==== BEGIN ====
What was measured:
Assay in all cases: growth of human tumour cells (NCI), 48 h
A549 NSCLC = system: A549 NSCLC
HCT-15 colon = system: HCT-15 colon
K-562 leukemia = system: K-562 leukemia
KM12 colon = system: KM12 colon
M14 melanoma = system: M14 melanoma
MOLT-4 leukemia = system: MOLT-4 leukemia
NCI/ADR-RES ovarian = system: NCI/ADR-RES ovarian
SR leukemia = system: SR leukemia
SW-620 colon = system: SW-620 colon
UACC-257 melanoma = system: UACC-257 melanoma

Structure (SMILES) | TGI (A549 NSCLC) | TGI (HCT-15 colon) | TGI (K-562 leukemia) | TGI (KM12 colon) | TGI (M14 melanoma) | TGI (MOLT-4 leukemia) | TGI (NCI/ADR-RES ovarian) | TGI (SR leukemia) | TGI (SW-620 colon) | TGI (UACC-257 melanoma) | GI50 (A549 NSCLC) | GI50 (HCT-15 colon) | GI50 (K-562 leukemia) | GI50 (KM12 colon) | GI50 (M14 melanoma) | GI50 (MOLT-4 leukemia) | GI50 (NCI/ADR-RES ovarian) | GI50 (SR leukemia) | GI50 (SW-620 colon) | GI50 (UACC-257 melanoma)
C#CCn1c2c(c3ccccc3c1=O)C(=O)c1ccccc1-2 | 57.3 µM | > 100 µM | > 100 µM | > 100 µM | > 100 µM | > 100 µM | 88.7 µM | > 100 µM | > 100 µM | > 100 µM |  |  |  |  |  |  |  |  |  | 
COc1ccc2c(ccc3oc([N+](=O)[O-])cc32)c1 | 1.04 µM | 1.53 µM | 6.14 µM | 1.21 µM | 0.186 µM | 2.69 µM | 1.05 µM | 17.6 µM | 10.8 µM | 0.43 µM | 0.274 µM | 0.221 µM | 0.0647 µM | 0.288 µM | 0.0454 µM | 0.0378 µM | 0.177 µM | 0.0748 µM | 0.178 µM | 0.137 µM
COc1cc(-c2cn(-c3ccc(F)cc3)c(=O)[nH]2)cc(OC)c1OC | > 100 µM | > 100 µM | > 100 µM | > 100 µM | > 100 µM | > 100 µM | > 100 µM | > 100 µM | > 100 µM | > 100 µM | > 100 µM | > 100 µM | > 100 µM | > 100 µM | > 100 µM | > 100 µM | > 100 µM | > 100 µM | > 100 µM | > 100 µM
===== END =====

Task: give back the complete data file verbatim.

What was measured:
Assay in all cases: growth of human tumour cells (NCI), 48 h
A549 NSCLC = system: A549 NSCLC
HCT-15 colon = system: HCT-15 colon
K-562 leukemia = system: K-562 leukemia
KM12 colon = system: KM12 colon
M14 melanoma = system: M14 melanoma
MOLT-4 leukemia = system: MOLT-4 leukemia
NCI/ADR-RES ovarian = system: NCI/ADR-RES ovarian
SR leukemia = system: SR leukemia
SW-620 colon = system: SW-620 colon
UACC-257 melanoma = system: UACC-257 melanoma

Structure (SMILES) | TGI (A549 NSCLC) | TGI (HCT-15 colon) | TGI (K-562 leukemia) | TGI (KM12 colon) | TGI (M14 melanoma) | TGI (MOLT-4 leukemia) | TGI (NCI/ADR-RES ovarian) | TGI (SR leukemia) | TGI (SW-620 colon) | TGI (UACC-257 melanoma) | GI50 (A549 NSCLC) | GI50 (HCT-15 colon) | GI50 (K-562 leukemia) | GI50 (KM12 colon) | GI50 (M14 melanoma) | GI50 (MOLT-4 leukemia) | GI50 (NCI/ADR-RES ovarian) | GI50 (SR leukemia) | GI50 (SW-620 colon) | GI50 (UACC-257 melanoma)
C#CCn1c2c(c3ccccc3c1=O)C(=O)c1ccccc1-2 | 57.3 µM | > 100 µM | > 100 µM | > 100 µM | > 100 µM | > 100 µM | 88.7 µM | > 100 µM | > 100 µM | > 100 µM |  |  |  |  |  |  |  |  |  | 
COc1ccc2c(ccc3oc([N+](=O)[O-])cc32)c1 | 1.04 µM | 1.53 µM | 6.14 µM | 1.21 µM | 0.186 µM | 2.69 µM | 1.05 µM | 17.6 µM | 10.8 µM | 0.43 µM | 0.274 µM | 0.221 µM | 0.0647 µM | 0.288 µM | 0.0454 µM | 0.0378 µM | 0.177 µM | 0.0748 µM | 0.178 µM | 0.137 µM
COc1cc(-c2cn(-c3ccc(F)cc3)c(=O)[nH]2)cc(OC)c1OC | > 100 µM | > 100 µM | > 100 µM | > 100 µM | > 100 µM | > 100 µM | > 100 µM | > 100 µM | > 100 µM | > 100 µM | > 100 µM | > 100 µM | > 100 µM | > 100 µM | > 100 µM | > 100 µM | > 100 µM | > 100 µM | > 100 µM | > 100 µM